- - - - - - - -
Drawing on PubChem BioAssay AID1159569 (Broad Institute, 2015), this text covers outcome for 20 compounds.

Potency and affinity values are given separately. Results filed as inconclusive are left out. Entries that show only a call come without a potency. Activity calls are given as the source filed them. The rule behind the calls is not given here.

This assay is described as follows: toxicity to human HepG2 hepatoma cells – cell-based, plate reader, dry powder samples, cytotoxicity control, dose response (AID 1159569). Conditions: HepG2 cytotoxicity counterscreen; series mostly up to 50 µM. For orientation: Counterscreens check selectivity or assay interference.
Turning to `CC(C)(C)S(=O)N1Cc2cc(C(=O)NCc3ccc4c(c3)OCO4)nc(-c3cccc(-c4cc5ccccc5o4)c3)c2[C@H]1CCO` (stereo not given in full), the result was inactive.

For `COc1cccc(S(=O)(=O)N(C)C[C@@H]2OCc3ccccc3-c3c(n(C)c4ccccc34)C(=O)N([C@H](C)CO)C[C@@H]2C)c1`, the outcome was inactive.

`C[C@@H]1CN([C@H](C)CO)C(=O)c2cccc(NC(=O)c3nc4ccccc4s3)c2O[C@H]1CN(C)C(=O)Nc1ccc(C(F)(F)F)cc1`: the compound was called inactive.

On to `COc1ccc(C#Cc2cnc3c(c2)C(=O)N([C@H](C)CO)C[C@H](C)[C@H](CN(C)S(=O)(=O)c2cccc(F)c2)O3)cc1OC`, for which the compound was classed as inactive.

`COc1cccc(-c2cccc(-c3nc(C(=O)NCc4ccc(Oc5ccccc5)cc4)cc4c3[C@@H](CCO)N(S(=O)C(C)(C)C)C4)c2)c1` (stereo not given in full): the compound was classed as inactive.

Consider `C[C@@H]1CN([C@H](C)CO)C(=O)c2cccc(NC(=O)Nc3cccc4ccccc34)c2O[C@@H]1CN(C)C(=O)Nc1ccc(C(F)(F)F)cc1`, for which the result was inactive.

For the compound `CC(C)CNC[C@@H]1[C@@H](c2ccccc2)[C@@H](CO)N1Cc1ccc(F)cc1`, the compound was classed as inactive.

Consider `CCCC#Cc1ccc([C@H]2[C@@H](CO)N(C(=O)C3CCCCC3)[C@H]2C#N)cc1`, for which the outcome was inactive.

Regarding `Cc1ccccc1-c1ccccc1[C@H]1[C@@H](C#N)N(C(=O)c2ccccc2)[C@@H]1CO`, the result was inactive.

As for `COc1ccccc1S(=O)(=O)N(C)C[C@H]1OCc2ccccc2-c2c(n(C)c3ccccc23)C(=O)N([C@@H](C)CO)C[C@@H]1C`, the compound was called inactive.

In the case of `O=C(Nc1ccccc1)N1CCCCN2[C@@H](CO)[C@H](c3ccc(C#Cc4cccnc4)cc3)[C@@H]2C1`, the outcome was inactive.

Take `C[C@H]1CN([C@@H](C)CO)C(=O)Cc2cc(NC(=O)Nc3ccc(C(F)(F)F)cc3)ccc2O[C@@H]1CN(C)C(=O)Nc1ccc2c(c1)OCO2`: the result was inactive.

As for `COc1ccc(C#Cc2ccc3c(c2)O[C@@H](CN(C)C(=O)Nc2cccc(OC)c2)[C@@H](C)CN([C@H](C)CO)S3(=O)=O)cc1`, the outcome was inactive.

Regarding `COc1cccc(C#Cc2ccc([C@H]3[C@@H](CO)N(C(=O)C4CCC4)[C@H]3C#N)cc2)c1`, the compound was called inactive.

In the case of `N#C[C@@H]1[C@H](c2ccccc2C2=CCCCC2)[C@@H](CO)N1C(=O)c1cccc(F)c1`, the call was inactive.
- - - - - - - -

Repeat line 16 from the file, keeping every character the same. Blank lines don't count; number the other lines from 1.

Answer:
As for `COc1ccc(C#Cc2ccc3c(c2)O[C@@H](CN(C)C(=O)Nc2cccc(OC)c2)[C@@H](C)CN([C@H](C)CO)S3(=O)=O)cc1`, the outcome was inactive.